Good to know: The castle is also home to the Border Regiment Museum that relates to the history of the local regiments past and present. Also on site: Gift shop, parking, and WCs.
Opening times and prices: 10AM – 5PM, Adults: £12.60 / Child: £7.60 (see website for details).
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Cockermouth Castle, Cockermouth
Cockermouth Castle has dominated its position above the town since the mid-1100s and played an important strategic role in the War of the Roses and the English Civil War. Up until 2013, it was the home of the dowager Lady Egremont. Today the castle has been partially converted into private residences, but some sections remain in ruins and can be seen from the riverbanks below.
Good to know: Cockermouth Castle is one to admire from the outside as it is not a visitor attraction. However, there are good positions around the town to see the castle and to take photographs.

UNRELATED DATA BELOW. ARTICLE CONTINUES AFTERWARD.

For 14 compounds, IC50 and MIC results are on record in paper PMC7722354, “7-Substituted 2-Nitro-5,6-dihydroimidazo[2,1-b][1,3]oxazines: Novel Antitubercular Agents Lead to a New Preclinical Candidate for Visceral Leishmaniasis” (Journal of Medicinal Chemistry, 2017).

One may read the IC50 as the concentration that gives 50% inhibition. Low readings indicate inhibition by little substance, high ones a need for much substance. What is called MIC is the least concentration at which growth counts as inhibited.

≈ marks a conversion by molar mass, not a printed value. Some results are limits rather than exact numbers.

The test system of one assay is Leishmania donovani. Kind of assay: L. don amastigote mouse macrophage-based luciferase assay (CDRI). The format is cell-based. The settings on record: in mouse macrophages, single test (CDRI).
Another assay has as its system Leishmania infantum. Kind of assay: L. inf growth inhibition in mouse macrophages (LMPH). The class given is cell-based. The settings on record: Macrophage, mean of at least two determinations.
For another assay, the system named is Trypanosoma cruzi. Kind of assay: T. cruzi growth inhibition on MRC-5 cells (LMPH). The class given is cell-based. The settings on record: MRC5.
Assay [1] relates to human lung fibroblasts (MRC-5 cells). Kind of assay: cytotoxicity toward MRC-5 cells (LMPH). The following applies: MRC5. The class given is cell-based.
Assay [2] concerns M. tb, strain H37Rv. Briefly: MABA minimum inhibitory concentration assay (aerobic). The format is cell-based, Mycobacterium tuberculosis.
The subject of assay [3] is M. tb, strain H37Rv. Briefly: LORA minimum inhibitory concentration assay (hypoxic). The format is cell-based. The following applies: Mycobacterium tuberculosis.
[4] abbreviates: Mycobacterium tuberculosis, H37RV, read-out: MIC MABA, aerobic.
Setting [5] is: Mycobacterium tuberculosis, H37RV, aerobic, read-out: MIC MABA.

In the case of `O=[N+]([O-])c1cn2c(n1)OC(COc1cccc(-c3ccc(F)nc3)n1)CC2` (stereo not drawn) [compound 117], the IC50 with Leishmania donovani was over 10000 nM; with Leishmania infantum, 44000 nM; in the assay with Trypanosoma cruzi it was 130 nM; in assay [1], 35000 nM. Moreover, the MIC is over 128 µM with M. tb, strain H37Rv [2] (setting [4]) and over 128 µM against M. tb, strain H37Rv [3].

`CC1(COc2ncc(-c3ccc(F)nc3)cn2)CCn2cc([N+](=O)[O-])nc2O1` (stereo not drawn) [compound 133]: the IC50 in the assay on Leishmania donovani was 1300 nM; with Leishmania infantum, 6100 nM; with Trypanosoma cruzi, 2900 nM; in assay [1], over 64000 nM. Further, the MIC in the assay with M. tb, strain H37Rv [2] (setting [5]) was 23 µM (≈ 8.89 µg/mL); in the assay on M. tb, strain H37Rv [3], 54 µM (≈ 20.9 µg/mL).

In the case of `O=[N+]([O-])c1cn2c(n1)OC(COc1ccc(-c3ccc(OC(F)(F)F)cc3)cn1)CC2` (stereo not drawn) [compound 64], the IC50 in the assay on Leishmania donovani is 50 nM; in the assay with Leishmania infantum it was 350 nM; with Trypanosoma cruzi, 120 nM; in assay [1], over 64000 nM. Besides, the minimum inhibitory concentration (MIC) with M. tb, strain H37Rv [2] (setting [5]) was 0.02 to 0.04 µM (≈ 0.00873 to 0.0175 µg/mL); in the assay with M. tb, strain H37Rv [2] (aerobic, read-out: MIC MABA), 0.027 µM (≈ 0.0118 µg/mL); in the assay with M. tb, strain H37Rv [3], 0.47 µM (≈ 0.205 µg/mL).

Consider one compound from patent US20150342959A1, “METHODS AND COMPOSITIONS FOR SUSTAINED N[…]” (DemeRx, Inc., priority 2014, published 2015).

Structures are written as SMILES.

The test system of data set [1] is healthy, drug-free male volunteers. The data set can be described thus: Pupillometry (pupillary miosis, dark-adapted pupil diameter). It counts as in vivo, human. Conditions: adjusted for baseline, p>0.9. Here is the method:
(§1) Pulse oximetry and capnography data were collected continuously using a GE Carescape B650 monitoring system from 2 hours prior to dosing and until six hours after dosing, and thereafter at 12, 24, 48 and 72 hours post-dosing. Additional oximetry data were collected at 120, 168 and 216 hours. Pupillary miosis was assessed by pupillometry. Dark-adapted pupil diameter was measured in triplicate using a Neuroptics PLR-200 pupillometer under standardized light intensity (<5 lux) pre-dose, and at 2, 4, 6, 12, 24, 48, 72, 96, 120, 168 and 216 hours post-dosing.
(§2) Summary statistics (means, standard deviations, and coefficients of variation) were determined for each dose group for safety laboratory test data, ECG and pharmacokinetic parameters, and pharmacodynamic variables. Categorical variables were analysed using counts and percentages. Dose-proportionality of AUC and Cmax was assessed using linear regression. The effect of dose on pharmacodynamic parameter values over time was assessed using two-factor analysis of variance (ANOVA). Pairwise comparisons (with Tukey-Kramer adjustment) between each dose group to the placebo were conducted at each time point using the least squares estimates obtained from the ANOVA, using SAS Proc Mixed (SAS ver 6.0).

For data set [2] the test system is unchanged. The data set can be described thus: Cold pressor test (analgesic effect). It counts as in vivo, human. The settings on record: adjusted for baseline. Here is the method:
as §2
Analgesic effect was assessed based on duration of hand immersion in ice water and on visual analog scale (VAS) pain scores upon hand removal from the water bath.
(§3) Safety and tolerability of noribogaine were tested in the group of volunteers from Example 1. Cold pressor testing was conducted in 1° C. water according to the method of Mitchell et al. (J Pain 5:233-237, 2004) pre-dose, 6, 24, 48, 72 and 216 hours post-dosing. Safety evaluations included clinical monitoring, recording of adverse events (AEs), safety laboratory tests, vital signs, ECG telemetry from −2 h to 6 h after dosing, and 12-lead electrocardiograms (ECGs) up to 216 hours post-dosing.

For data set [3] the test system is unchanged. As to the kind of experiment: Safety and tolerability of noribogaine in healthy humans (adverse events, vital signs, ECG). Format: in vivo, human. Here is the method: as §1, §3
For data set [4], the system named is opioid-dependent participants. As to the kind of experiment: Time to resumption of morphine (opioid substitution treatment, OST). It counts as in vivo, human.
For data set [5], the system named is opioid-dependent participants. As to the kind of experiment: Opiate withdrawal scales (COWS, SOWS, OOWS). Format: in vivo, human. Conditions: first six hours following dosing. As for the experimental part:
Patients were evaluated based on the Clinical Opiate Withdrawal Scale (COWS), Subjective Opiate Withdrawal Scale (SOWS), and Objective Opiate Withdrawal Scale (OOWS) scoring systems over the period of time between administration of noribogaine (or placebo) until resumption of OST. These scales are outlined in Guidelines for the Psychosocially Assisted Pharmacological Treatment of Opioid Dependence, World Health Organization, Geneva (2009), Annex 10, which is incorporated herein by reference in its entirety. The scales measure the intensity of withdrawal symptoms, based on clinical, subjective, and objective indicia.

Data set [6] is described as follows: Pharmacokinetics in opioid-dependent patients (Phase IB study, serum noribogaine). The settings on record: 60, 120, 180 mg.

View our cottages in Cockermouth.
Stay at one of our self-catering Lake District cottages
We have a wide collection of holiday cottages for you to choose from in the Lake District National Park and Cumbria, from small cottages to large family homes. All of our properties are full of features that make your holiday extra special. Visit our charming collection of holiday properties for a Lake District getaway today.